Training and Exercises
Exercises play a vital role in national preparedness by enabling community stakeholders to test and validate plans and capabilities, and identify both capability gaps and areas for improvement. A well-designed exercise provides a low-risk environment to test capabilities, familiarize personnel with roles and responsibilities, and foster meaningful interaction and communication across organizations. Exercises bring together and strengthen the community in its efforts to prevent, protect against, mitigate, respond to, and recover from all hazards.
The following are key aspects of an exercise program and resources for healthcare coalitions and communities to use to carry out exercises.
The Homeland Security Exercise and Evaluation Program (HSEEP) provides a set of guiding principles for exercise programs, as well as a common approach to exercise program management, design and development, conduct, evaluation, and improvement planning. Exercise evaluation assesses the ability to meet exercise objectives and capabilities by documenting strengths, areas for improvement, core capability performance, and corrective actions in an After-Action Report/Improvement Plan (AAR/IP). Through improvement planning, organizations take the corrective actions needed to improve plans, build and sustain capabilities, and maintain readiness.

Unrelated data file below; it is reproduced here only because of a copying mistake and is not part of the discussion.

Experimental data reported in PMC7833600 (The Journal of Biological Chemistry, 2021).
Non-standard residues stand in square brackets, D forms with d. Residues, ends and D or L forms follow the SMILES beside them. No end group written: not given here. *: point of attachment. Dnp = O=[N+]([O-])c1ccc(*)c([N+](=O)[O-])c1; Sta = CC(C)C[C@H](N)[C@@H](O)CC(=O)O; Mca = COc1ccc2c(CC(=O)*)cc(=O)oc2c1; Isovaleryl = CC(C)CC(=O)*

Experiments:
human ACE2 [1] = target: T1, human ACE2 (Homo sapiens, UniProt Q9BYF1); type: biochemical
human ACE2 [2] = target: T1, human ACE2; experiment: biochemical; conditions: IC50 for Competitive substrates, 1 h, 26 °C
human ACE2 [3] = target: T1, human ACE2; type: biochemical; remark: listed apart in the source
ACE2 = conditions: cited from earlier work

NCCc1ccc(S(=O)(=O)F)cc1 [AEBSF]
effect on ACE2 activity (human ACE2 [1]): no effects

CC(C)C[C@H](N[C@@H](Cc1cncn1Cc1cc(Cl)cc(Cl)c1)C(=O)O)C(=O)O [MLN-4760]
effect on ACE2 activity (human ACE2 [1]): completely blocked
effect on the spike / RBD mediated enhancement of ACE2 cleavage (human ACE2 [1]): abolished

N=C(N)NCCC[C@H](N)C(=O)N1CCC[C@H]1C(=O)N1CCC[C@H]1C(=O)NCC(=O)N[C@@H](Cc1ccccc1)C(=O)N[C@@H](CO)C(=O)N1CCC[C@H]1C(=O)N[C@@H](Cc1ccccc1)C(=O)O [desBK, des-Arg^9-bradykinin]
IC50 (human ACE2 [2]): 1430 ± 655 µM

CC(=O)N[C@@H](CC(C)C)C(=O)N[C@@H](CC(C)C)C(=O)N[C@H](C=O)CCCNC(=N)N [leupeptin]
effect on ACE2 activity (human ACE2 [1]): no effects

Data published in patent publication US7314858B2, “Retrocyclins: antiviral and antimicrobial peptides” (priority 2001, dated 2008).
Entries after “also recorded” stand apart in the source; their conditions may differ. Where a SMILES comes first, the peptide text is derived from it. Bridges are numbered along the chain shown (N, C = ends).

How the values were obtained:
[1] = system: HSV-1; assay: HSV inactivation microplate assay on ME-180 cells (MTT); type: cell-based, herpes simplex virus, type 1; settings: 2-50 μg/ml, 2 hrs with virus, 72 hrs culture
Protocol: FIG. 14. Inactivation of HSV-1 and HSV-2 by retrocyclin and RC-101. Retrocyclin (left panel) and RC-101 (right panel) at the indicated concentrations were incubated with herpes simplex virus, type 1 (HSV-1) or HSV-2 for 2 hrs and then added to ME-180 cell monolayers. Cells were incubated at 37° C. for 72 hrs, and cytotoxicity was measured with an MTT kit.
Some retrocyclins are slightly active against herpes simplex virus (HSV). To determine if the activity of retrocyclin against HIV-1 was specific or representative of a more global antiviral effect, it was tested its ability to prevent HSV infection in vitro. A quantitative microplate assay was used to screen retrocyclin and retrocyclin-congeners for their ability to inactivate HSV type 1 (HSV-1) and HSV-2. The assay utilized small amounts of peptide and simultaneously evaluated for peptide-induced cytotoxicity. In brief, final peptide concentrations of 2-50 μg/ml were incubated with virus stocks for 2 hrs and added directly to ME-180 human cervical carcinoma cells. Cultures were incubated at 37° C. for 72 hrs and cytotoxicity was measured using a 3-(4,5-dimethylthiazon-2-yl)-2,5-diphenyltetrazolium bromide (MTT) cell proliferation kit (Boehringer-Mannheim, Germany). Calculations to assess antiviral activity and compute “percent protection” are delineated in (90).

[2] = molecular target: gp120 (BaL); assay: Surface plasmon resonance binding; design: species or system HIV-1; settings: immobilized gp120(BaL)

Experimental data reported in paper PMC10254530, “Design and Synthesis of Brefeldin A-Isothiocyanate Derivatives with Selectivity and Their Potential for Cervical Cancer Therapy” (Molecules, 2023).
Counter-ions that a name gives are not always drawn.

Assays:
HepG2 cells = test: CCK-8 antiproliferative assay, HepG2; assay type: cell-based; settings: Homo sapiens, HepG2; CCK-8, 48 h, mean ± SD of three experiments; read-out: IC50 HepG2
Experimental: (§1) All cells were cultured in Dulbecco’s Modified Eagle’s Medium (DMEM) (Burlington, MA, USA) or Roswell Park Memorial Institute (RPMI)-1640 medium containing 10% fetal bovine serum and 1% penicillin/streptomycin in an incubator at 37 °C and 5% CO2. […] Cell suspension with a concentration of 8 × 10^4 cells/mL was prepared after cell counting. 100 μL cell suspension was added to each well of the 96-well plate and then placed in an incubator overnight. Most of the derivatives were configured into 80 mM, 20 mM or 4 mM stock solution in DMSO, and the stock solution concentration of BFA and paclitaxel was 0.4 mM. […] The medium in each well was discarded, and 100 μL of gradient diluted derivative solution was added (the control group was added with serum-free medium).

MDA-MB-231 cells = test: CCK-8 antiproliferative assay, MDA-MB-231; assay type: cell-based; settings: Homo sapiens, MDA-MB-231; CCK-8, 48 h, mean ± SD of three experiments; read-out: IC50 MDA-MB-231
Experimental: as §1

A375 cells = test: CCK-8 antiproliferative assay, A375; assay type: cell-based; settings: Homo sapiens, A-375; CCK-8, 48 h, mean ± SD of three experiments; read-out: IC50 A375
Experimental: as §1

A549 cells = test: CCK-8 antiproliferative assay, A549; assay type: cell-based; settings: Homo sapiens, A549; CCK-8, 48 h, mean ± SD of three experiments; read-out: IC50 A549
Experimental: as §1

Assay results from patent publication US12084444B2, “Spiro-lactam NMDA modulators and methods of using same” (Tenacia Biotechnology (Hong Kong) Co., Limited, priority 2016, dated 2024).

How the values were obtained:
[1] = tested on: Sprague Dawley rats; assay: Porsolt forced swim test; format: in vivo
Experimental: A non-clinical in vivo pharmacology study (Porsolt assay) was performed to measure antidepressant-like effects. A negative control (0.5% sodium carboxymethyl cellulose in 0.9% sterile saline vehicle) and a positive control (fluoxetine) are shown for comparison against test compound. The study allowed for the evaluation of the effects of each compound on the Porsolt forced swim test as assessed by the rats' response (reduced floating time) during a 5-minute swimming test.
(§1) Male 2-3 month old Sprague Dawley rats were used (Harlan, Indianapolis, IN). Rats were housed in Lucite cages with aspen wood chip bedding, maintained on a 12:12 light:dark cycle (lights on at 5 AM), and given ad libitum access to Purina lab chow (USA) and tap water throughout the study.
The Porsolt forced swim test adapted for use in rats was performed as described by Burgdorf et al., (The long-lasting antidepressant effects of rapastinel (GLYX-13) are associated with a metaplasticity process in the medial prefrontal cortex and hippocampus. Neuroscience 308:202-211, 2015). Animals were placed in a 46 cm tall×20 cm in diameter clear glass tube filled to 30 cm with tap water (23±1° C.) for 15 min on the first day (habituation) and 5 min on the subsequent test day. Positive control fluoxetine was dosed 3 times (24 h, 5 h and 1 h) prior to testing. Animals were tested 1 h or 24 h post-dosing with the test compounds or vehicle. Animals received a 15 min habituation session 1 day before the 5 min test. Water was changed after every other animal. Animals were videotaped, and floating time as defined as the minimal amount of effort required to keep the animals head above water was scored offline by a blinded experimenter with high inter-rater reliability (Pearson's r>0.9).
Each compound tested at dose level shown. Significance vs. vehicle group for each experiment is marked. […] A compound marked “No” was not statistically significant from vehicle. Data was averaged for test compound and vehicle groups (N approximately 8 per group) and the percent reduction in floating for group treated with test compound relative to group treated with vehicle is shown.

Exercise Program Management
Exercise program management is the process of overseeing and integrating a variety of exercises over time. An effective exercise program helps organizations maximize efficiency, resources, time, and funding by ensuring that exercises are part of a coordinated, integrated approach to building, sustaining, and delivering core capabilities. This approach—called multi-year planning—begins when community stakeholders identify and develop a set of multi-year exercise priorities informed by existing assessments, strategies, and plans. These long-term priorities help exercise planners design and develop a progressive program of individual exercises to build, sustain, and deliver core capabilities.
The Multi-year Training and Exercise Plan (MYTEP) identifies a combination of exercises—along with associated training requirements—that address the priorities identified by stakeholders. The purpose of the MYTEP is to delineate the top priorities for improving the preparedness and response capabilities of organizations within the state’s response framework responsible for Emergency Support Function (ESF) 8 operations, and define the cycle of training and exercise activities that will provide the most benefit in achieving those capabilities.
Training and Exercise reports should be sent to the following email address: DPH.DRILLEXERCISE@ct.gov